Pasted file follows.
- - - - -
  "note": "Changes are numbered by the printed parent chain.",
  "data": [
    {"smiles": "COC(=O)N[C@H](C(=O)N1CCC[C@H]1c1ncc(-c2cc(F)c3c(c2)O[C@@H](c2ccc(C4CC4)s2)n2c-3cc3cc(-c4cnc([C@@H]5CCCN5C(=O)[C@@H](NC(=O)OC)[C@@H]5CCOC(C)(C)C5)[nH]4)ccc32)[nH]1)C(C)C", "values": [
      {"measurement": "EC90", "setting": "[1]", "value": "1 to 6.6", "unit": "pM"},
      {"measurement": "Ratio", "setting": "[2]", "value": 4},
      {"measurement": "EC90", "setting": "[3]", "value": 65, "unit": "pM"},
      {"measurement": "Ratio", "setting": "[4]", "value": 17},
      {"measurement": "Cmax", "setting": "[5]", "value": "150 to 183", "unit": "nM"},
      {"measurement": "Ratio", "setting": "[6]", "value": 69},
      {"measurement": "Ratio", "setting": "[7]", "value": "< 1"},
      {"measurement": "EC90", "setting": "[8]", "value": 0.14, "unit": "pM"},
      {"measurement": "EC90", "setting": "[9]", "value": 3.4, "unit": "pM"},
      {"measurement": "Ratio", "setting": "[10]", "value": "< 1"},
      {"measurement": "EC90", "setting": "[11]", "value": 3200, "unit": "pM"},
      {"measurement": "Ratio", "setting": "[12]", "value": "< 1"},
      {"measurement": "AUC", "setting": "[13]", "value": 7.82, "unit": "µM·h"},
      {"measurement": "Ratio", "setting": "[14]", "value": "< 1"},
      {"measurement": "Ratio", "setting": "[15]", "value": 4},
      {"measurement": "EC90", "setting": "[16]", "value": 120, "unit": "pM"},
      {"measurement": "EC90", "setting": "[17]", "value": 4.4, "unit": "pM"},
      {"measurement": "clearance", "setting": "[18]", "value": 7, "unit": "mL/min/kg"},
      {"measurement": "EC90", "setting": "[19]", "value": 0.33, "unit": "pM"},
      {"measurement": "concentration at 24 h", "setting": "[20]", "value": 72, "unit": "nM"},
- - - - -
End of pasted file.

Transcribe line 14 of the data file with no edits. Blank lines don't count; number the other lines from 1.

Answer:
      {"measurement": "EC90", "setting": "[11]", "value": 3200, "unit": "pM"},